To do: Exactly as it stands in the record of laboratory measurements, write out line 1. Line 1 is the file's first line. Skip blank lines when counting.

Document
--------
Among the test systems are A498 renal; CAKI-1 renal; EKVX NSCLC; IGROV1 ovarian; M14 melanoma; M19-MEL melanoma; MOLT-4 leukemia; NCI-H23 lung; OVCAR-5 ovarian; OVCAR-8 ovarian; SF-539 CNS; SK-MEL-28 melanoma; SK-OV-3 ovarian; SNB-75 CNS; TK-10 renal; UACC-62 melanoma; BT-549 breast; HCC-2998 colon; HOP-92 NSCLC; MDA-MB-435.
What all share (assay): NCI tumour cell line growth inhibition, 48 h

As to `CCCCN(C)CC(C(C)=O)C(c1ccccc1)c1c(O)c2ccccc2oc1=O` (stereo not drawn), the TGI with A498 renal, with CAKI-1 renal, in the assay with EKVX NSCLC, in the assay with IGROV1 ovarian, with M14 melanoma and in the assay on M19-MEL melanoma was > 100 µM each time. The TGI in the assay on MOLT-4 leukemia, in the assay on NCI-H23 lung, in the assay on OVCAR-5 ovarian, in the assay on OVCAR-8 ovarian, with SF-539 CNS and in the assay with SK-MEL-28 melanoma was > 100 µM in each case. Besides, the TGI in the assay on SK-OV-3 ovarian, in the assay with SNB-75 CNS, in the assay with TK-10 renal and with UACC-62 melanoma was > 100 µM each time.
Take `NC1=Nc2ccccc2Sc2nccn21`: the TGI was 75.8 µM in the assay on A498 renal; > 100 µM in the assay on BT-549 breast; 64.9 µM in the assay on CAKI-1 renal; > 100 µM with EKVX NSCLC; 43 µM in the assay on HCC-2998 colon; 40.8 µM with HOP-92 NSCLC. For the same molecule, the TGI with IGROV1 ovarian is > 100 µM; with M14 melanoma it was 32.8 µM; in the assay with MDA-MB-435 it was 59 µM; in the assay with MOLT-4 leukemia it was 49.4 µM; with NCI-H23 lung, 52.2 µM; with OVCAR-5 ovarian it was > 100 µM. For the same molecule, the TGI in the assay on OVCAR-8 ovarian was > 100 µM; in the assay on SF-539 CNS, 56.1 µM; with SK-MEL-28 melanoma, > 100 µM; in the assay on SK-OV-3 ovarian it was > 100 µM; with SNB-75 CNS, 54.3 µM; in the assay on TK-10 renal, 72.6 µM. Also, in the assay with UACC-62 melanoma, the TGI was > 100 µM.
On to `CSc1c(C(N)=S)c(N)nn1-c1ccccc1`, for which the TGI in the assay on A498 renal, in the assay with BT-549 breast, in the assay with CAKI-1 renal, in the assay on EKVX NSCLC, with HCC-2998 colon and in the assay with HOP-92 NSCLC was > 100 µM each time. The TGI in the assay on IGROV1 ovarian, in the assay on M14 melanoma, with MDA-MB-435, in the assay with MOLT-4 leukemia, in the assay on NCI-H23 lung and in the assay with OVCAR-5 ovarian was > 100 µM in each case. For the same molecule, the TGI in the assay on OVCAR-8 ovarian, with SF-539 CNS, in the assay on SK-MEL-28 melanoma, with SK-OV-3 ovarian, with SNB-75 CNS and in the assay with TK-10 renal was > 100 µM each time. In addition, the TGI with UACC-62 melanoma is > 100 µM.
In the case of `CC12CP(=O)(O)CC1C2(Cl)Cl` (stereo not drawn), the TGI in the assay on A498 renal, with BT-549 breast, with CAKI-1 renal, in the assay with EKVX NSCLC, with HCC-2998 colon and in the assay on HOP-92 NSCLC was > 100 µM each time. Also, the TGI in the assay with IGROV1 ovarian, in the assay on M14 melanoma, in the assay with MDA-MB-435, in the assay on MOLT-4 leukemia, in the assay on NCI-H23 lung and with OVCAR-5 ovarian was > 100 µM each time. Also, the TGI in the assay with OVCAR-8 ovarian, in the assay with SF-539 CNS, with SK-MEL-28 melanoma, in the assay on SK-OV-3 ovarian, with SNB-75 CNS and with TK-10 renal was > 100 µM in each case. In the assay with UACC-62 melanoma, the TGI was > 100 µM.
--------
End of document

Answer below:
Among the test systems are A498 renal; CAKI-1 renal; EKVX NSCLC; IGROV1 ovarian; M14 melanoma; M19-MEL melanoma; MOLT-4 leukemia; NCI-H23 lung; OVCAR-5 ovarian; OVCAR-8 ovarian; SF-539 CNS; SK-MEL-28 melanoma; SK-OV-3 ovarian; SNB-75 CNS; TK-10 renal; UACC-62 melanoma; BT-549 breast; HCC-2998 colon; HOP-92 NSCLC; MDA-MB-435.